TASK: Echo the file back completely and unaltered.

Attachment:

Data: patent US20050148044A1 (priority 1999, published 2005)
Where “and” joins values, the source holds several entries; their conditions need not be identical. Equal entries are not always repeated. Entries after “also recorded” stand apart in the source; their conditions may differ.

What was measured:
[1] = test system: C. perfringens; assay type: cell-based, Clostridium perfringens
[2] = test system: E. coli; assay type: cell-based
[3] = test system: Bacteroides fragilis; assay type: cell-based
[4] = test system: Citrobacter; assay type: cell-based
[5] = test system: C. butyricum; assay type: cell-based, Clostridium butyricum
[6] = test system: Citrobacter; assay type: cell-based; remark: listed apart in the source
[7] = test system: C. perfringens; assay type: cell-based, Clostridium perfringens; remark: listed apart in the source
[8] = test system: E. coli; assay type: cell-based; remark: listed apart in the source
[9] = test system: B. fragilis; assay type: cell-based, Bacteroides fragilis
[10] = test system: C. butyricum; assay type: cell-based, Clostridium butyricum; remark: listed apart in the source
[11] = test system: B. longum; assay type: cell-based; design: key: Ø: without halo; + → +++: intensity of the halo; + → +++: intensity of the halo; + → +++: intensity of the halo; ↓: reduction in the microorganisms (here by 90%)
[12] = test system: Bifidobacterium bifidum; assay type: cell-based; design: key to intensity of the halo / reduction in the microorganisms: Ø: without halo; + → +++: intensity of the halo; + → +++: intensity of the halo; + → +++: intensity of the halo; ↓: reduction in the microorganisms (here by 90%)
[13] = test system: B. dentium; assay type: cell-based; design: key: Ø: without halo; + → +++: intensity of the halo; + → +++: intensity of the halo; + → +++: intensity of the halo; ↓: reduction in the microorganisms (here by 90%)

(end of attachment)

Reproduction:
Data: patent US20050148044A1 (priority 1999, published 2005)
Where “and” joins values, the source holds several entries; their conditions need not be identical. Equal entries are not always repeated. Entries after “also recorded” stand apart in the source; their conditions may differ.

What was measured:
[1] = test system: C. perfringens; assay type: cell-based, Clostridium perfringens
[2] = test system: E. coli; assay type: cell-based
[3] = test system: Bacteroides fragilis; assay type: cell-based
[4] = test system: Citrobacter; assay type: cell-based
[5] = test system: C. butyricum; assay type: cell-based, Clostridium butyricum
[6] = test system: Citrobacter; assay type: cell-based; remark: listed apart in the source
[7] = test system: C. perfringens; assay type: cell-based, Clostridium perfringens; remark: listed apart in the source
[8] = test system: E. coli; assay type: cell-based; remark: listed apart in the source
[9] = test system: B. fragilis; assay type: cell-based, Bacteroides fragilis
[10] = test system: C. butyricum; assay type: cell-based, Clostridium butyricum; remark: listed apart in the source
[11] = test system: B. longum; assay type: cell-based; design: key: Ø: without halo; + → +++: intensity of the halo; + → +++: intensity of the halo; + → +++: intensity of the halo; ↓: reduction in the microorganisms (here by 90%)
[12] = test system: Bifidobacterium bifidum; assay type: cell-based; design: key to intensity of the halo / reduction in the microorganisms: Ø: without halo; + → +++: intensity of the halo; + → +++: intensity of the halo; + → +++: intensity of the halo; ↓: reduction in the microorganisms (here by 90%)
[13] = test system: B. dentium; assay type: cell-based; design: key: Ø: without halo; + → +++: intensity of the halo; + → +++: intensity of the halo; + → +++: intensity of the halo; ↓: reduction in the microorganisms (here by 90%)